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Barry Bonds trial delay expected as Feds appeal evidence ruling

February 27, 2009 |  3:15 pm

Barry Bonds (left) and Greg Anderson (right). SAN FRANCISCO -- The federal government today appealed a judge’s ruling to exclude key evidence in the perjury trial of former Giants slugger Barry Bonds, a move that will delay Bonds’ trial by several weeks or even months.

Prosecutors are appealing a decision by U.S. District Court Judge Susan Illston to exclude documents and drug tests unless Bonds’ former trainer, Greg Anderson, agrees to testify and confirms they belonged to the home run king. Anderson appeared before Illston today and said he would not testify.

Illston told Anderson she would have to put him in prison during the trial for refusing to testify after being subpoenaed and given immunity by the prosecution.

“There is no question in his mind that he will appear whenever ordered to but he is not going to testify,” Mark Geragos, Anderson's lawyer, told the court.

Illston told Anderson she would have to order him to testify, and  “there won’t be any right left not to testify.”

“You would be in contempt of my order, and I would send you to custody to give you an opportunity to change your mind,” said Illston, a Clinton appointee known for a strong intellect and even-handed style.

A federal prosecutor asked Illston to advise Anderson that he also could be subject to criminal contempt, which could mean a lengthy prison sentence beyond the trial. Illston said that was “possible” but indicated that civil contempt was the pressure she intended to use when the trial begins next week.

Illston also said she would hear arguments from Geragos about why Anderson should not be imprisoned and arguments from the defense that Anderson should not even take the stand, where he would have to refuse to testify in front of the jury.

Anderson already has spent a year in prison, and the federal government has threatened his wife and mother-in-law with prosecution.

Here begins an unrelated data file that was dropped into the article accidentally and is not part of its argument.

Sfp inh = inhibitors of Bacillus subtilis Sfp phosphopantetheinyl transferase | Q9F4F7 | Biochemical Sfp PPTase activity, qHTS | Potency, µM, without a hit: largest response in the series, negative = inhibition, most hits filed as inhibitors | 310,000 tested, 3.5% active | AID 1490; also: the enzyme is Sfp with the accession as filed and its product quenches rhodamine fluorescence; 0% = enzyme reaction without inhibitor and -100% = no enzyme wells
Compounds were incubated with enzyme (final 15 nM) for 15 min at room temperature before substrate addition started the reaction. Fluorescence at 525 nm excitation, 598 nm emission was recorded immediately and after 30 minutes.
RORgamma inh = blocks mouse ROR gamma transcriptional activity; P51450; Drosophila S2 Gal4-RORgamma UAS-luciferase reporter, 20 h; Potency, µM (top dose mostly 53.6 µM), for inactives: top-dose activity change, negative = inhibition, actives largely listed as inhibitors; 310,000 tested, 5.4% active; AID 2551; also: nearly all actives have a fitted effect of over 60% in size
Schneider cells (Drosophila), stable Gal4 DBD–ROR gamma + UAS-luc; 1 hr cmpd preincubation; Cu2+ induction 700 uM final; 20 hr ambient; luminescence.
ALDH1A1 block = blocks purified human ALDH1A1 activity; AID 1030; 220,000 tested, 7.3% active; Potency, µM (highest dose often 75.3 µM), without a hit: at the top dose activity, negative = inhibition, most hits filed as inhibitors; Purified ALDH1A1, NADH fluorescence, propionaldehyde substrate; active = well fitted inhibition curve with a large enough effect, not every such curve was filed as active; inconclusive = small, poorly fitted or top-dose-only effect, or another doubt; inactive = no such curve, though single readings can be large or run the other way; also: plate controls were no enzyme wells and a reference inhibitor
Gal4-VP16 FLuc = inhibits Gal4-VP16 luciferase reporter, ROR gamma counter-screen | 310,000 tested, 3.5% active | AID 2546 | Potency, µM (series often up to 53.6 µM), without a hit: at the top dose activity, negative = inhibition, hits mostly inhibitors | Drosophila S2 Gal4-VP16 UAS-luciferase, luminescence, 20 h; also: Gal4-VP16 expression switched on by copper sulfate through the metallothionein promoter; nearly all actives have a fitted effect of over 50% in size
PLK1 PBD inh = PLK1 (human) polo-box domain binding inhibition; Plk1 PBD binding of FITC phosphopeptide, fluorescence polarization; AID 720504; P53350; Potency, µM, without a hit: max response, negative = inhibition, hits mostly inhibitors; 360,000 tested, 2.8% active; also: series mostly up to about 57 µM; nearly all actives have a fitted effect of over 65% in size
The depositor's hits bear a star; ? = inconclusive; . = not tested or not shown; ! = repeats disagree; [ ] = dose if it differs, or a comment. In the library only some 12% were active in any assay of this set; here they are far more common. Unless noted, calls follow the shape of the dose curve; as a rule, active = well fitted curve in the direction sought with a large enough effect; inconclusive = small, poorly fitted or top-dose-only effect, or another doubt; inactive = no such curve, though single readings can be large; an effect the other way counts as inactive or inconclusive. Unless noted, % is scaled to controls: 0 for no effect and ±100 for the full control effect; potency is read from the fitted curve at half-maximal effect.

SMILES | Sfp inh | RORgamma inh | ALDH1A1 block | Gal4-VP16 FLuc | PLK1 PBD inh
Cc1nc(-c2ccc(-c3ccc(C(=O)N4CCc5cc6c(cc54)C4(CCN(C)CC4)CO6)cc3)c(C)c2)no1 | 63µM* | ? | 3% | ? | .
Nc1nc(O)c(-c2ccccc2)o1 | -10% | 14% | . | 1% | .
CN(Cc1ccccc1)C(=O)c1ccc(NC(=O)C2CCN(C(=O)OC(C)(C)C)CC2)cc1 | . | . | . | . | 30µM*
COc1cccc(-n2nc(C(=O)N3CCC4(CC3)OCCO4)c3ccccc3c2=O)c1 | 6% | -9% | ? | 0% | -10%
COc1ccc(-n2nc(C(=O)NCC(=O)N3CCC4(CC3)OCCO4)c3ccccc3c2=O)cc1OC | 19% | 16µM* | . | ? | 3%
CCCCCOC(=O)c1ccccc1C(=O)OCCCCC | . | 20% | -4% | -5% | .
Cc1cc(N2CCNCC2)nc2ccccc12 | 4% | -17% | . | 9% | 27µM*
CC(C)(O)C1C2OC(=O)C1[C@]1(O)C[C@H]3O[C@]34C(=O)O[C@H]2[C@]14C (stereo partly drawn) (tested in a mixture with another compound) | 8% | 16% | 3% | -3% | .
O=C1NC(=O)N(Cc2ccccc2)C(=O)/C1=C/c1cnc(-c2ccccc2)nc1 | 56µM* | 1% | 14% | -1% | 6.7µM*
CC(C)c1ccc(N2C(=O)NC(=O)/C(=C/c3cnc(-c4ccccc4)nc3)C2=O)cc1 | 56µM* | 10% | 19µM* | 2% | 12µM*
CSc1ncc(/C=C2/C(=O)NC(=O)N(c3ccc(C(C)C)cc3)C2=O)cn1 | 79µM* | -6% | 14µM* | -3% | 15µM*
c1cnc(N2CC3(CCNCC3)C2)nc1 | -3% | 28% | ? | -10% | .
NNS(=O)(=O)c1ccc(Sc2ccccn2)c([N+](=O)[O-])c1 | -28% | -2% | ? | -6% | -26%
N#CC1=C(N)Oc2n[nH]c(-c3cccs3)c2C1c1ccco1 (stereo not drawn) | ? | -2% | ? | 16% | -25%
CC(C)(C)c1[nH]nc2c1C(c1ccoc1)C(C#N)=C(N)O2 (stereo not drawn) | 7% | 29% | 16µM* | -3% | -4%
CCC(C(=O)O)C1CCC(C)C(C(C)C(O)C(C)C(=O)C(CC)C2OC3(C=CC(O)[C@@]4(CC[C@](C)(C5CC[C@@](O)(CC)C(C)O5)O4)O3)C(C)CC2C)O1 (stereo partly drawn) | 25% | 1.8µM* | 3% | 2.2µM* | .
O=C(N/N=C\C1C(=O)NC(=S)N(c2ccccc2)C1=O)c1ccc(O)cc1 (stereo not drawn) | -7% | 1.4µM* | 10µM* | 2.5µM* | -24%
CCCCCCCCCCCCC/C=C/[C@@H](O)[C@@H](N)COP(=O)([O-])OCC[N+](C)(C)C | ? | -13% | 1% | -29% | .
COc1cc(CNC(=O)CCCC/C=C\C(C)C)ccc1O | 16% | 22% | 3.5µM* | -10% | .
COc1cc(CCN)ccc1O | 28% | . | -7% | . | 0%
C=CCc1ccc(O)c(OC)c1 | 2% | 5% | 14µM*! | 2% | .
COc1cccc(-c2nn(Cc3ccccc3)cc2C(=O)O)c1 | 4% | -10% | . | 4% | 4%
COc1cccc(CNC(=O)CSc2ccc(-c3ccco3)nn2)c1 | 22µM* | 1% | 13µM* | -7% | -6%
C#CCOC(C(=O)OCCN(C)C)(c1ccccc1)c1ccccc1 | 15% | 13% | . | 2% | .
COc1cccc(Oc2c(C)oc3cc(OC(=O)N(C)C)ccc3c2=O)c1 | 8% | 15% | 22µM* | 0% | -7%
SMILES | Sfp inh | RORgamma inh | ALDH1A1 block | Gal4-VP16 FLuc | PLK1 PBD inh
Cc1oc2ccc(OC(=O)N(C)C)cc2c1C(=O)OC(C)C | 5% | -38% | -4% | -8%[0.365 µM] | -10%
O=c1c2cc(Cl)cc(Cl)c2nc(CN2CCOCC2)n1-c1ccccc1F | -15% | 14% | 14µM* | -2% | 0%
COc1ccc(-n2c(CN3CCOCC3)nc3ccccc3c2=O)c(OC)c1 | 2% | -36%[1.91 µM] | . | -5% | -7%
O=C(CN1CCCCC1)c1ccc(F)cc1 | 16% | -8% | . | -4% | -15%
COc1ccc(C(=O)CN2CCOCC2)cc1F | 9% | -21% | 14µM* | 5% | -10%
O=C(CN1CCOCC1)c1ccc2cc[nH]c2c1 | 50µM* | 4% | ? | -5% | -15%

Geragos said outside court that Anderson would end up spending about 10 days in prision and that there was nothing more that the government could do to change his client’s mind. “They have tried everything already.”

Illston has said she would exclude critical evidence, including records that purportedly show Bonds used illegal, performance-enhancing drugs, unless Anderson directly linked the evidence to Bonds. Bonds faces about 30 months in prison if convicted.

Prosecutors had hoped to link the records and positive drug tests to Bonds with testimony from other witnesses who would say Anderson told them the tests and records belonged to Bonds.

But courts typically exclude such evidence as hearsay because lawyers are unable to attack the original account and examine the credibility of the person who gave it.

Bonds is charged with perjury and obstruction stemming from testimony he gave a grand jury in 2003 that he never knowingly used banned drugs.

The prosecution seized evidence the Bay Area Laboratory Co-Operative of Burlingame, known as BALCO, and Anderson’s home that indicated Bonds used steroids in 2000 and 2001.

Prosecutors also have evidence that a test by Major League Baseball of Bonds in 2003 that tested negative for banned substances was retested in 2004 and showed BALCO drugs in Bonds' system.

-- Maura Dolan

Photo: Barry Bonds (left) and Greg Anderson (right). Credit: AP File Photo.